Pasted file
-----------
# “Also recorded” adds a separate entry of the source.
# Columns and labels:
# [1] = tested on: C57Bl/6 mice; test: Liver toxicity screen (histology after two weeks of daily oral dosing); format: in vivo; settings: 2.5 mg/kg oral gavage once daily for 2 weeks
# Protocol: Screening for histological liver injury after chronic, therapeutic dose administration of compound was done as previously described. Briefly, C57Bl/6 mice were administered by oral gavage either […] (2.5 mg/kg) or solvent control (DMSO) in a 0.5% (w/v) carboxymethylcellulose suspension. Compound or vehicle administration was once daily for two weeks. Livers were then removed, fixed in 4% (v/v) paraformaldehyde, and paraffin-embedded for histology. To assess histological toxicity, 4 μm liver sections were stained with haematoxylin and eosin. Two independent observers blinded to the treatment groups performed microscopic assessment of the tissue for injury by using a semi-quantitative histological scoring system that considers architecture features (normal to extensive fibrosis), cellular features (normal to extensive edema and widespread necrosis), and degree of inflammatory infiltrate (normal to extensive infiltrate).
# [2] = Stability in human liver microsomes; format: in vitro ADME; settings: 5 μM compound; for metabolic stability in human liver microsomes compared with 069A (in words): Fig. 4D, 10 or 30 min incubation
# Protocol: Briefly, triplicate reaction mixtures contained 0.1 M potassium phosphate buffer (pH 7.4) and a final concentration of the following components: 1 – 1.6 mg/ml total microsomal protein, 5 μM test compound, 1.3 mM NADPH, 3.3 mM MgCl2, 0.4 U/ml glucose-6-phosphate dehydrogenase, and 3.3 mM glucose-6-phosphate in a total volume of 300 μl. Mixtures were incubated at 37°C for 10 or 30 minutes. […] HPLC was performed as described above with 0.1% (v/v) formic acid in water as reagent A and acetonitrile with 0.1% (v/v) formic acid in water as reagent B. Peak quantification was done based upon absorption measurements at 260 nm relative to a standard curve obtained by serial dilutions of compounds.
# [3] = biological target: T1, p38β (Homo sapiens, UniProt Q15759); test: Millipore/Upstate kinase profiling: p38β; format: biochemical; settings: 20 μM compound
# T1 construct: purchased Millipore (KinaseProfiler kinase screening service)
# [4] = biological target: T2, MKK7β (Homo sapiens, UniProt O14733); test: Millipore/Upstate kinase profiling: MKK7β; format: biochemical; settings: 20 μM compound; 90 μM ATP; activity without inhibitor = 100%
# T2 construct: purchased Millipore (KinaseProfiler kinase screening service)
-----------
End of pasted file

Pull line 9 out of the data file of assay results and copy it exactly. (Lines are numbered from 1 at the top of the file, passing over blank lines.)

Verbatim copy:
# [4] = biological target: T2, MKK7β (Homo sapiens, UniProt O14733); test: Millipore/Upstate kinase profiling: MKK7β; format: biochemical; settings: 20 μM compound; 90 μM ATP; activity without inhibitor = 100%